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A Few Idiom Origins

A lot of our common sayings have origins that have little or nothing to do with the way we use them today. But those origins are interesting and even entertaining. For example:

1. “God willing and the creeks don’t rise”. This comes from Benjamin Hawkins, an American Indian diplomat, who was called back to Washington. His reference to creeks was not to bodies of water but to the Creek Indian tribe. In other words, I’ll be there if God permits and the Indians behave themselves.

2. “Mind your own beeswax” comes from the 18th century custom of women spreading bee’s wax over their facial skin to cover pockmarks caused by acne. If one woman stared too much at another she was told to mind her own beeswax.

3 “Crack a smile” comes from the same custom. If a woman with a lot of beeswax on her face smiled too much, it would crack.

4. “Losing face” also is related to beeswax. If a woman with beeswax on her face sat too close to the fireplace it would begin to melt and she would lose some of her face.

5. “Minding your p’s and q’s.” At local taverns people drank from pint and quart-sized containers. A bar maid’s job was to pay close attention to who drank what and so she had to mind the p’s and q’s.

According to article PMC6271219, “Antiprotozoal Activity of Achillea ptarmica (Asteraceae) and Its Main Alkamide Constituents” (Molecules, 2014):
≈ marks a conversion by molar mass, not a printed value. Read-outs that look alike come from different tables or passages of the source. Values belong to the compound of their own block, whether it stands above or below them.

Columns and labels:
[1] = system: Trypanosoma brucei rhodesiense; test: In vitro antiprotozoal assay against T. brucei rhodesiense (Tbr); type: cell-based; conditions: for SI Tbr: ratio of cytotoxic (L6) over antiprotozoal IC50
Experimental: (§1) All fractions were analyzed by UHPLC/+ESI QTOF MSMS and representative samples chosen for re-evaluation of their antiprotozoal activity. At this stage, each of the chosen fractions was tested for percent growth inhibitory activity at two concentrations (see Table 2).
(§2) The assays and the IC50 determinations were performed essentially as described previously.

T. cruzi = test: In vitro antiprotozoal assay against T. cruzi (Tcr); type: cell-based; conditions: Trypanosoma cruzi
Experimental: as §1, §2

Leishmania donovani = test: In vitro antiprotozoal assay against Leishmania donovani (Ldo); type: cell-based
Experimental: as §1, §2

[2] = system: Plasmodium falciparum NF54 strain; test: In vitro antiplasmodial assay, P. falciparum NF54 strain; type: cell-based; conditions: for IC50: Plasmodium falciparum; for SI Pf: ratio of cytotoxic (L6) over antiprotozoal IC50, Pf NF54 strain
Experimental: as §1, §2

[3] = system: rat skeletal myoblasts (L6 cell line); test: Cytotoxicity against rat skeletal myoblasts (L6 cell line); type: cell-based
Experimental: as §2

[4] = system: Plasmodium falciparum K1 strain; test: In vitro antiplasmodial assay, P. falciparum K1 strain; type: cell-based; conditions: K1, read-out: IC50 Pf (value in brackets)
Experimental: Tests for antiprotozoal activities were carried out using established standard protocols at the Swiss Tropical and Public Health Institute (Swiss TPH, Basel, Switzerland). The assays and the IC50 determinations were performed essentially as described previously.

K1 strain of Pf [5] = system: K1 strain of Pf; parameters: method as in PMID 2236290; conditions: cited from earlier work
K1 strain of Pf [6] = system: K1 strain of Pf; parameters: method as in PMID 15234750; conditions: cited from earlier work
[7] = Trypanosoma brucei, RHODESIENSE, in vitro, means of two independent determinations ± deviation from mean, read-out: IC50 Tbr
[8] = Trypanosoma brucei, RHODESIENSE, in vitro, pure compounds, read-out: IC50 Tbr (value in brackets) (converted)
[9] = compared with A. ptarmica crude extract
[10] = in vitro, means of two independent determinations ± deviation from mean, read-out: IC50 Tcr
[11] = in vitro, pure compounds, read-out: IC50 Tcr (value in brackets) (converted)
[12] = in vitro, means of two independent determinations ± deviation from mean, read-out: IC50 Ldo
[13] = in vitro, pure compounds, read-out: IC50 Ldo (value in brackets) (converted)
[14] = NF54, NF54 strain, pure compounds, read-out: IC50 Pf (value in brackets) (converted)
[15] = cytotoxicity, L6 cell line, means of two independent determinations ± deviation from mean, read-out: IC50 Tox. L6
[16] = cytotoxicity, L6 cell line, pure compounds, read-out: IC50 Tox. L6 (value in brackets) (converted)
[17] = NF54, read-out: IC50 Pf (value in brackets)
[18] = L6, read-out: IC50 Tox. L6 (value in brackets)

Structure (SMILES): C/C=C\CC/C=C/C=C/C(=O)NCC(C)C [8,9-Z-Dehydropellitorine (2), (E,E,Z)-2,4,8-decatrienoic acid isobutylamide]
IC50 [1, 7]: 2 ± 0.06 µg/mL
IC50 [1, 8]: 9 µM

6. “It’ll cost you an arm and a leg”. Prices charged by painters and sculptors depended upon how many limbs were to be shown because limbs were harder to create.

7. “Chairman” or “Chairman of the Board”: In the late 1700”s many houses had only one large room and one chair. A long wide board folded down from the wall and was used for dining. The head of the household sat in the chair and everyone else on the floor. If a male guest was invited to dinner, he would be invited to sit in the chair as the place of honor and hence became for the evening the chairman or the chairman of the board.

In a hundred years I wonder what customs we have today will be the source of figures of speech that will have nothing to do with the original custom.


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